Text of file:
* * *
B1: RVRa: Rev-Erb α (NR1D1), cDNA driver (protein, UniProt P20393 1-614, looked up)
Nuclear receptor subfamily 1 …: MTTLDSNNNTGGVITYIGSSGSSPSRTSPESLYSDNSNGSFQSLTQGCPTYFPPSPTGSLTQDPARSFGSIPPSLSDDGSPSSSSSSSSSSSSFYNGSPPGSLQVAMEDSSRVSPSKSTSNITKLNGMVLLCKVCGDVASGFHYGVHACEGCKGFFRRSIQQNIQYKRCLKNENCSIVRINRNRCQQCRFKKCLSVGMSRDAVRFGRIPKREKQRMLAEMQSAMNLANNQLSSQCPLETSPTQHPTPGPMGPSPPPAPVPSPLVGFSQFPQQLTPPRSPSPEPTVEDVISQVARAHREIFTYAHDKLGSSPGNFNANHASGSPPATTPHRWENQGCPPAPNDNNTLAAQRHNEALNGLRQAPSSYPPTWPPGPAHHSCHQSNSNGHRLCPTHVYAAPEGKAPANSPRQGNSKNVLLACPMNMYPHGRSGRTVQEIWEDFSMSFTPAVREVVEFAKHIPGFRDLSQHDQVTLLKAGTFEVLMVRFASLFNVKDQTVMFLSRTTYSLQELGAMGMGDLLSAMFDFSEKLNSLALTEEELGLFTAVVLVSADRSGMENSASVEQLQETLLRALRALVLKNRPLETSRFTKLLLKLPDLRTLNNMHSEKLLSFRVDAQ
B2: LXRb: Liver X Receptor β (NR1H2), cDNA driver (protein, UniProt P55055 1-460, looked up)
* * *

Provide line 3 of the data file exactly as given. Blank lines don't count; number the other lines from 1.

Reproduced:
B2: LXRb: Liver X Receptor β (NR1H2), cDNA driver (protein, UniProt P55055 1-460, looked up)